Long Hours in the Business World
Our two previous posts on the effects of long hours on errors and reduced productivity focused on two professions, doctors and lawyers. We picked those two rather than further explore the issue in the military because long hours for doctors and lawyers are purposely selected by managers whereas soldiers work long during wartime or training for wartime. This choice to impose long hours implies acceptance of the costs and benefits that result; the professions also have higher duties to the public, not just their patients and clients, that are codified in various ethical codes as well as actual statutes.
The original article sparking the discussion, however, came not from the professions but from the business world, and so we thought it would be helpful to discuss these issues in light of two additional fields where long hours are already on the table: consultants and business in general. We think that exploring the reasons why long hours in these fields might not be so readily discovered as a source of problems will help design appropriate experiments for firms to undertake as they seek continuous improvement.
Let’ start with consultants. We have had substantial experience with the consulting world, and long hours are almost a badge of honor in the field. Travel is an additional duty for consultants, and an extra 10 hours a week of travel is not unusual, even for those who work all week at a single client location. If long hours reduces productivity and increases the likelihood of errors, why aren’t these problems apparent or acknowledged by consultants?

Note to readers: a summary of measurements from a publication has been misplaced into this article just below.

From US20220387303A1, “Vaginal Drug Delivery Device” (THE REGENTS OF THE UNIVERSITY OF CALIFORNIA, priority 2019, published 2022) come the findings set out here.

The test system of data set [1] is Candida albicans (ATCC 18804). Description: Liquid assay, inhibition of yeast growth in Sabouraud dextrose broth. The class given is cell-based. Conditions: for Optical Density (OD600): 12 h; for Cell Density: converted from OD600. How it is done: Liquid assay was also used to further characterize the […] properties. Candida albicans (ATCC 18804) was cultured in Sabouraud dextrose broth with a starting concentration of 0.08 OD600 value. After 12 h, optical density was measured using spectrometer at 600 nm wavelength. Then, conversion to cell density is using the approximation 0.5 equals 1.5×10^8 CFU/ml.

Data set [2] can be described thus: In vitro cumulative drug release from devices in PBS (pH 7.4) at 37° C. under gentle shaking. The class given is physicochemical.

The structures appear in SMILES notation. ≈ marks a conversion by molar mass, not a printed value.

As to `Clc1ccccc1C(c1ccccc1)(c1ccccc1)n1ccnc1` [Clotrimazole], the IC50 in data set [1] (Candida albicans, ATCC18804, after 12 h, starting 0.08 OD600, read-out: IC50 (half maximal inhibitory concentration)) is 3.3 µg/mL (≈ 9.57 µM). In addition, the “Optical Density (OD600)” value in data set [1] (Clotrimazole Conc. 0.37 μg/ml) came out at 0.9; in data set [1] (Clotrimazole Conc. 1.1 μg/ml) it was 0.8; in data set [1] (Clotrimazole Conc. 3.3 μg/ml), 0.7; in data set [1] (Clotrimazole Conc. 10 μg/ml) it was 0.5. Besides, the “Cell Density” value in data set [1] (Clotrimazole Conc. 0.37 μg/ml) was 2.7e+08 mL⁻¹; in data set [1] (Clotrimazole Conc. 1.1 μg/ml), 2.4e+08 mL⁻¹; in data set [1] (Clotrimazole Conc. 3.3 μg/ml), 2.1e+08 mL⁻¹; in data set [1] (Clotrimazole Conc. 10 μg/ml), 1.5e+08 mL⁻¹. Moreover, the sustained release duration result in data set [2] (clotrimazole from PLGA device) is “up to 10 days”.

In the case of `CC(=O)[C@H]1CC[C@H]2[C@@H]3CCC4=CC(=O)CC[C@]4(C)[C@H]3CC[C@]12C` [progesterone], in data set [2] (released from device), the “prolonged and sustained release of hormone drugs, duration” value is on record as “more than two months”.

First, like lawyers, consultants typically bill by time (even if their firms do not, consultants are tracked by hours per project). This hourly approach creates, if not a perverse incentive, the complication that it is hard to distinguish between lots of optimal work and lots of inefficient work. This lack of clarity affects the consultant, the firm, and the client, all without any bad faith. Indeed, benchmarking one consultant against another to compare the time taken for various tasks would likely show the same sorts of performance losses and hence be taken for normal performance. In other words, two folks performing at 80% would each give the appearance of 100% if matched against one another; of course, that’s the wrong question.
Second, unlike doctors, whose “mistakes” often have immediate effects, any errors caused by consultants may never be discovered or be revealed to have any effect. (Of course, the counter-argument is that if a mistake doesn’t have any ill effect, it’s not a mistake.) But the lack of revelation is different from the actual mistake. For example, imagine a spreadsheet that contains errors in formulas used to support part of a decision analysis. If the right decision doesn’t get made, in part because of the spreadsheet calculations, it may be invisible to the participants, but the end result will not be. Companies regularly miss earnings projections (at least they would if they weren’t so heavily managed) and often fail to earn their cost of capital. Those are certainly “mistakes,” broadly construed, and virtually impossible to connect to a specific action.